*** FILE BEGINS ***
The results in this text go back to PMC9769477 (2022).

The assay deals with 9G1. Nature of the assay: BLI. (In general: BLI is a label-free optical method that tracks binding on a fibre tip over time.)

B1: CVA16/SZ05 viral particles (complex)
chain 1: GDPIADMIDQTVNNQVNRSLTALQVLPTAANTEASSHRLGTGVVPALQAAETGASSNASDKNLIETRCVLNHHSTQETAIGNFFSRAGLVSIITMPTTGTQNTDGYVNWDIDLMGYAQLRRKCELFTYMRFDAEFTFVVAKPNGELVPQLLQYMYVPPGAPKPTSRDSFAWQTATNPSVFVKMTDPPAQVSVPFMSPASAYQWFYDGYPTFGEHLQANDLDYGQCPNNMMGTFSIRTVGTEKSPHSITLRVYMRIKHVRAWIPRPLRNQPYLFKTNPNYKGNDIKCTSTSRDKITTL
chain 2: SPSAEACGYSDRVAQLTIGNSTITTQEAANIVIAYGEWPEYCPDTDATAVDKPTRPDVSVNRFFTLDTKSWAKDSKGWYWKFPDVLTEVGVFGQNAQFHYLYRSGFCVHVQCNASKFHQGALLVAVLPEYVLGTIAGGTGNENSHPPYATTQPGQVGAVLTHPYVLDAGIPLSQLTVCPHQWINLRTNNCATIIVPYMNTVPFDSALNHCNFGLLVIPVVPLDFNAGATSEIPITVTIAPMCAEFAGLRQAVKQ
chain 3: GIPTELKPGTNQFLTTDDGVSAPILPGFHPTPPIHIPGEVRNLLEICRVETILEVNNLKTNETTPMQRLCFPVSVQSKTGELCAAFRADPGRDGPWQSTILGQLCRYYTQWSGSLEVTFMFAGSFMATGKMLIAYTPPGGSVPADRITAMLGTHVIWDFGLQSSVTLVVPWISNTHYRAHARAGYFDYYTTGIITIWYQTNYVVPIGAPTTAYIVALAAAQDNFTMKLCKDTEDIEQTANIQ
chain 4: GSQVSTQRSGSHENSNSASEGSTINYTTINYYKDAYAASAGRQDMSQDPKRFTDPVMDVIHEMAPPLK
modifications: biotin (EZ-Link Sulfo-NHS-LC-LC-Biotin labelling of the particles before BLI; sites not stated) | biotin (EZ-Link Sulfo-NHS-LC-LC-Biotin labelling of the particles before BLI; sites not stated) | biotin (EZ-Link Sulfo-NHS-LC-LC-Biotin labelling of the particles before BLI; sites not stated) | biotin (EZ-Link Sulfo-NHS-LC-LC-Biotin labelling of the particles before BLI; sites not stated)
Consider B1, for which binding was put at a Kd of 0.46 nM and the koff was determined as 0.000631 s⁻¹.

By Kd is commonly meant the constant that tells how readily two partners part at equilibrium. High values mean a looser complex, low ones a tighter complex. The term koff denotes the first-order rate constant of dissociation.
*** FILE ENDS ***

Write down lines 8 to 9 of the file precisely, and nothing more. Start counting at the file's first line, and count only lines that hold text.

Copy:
modifications: biotin (EZ-Link Sulfo-NHS-LC-LC-Biotin labelling of the particles before BLI; sites not stated) | biotin (EZ-Link Sulfo-NHS-LC-LC-Biotin labelling of the particles before BLI; sites not stated) | biotin (EZ-Link Sulfo-NHS-LC-LC-Biotin labelling of the particles before BLI; sites not stated) | biotin (EZ-Link Sulfo-NHS-LC-LC-Biotin labelling of the particles before BLI; sites not stated)
Consider B1, for which binding was put at a Kd of 0.46 nM and the koff was determined as 0.000631 s⁻¹.